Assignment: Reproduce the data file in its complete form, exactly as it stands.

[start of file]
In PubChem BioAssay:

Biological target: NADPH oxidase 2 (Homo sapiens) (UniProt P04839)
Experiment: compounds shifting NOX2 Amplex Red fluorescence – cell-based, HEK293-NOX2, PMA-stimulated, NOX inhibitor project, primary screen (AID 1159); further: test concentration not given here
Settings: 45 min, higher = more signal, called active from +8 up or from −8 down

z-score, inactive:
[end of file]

In PubChem BioAssay:

Biological target: NADPH oxidase 2 (Homo sapiens) (UniProt P04839)
Experiment: compounds shifting NOX2 Amplex Red fluorescence – cell-based, HEK293-NOX2, PMA-stimulated, NOX inhibitor project, primary screen (AID 1159); further: test concentration not given here
Settings: 45 min, higher = more signal, called active from +8 up or from −8 down

z-score, inactive: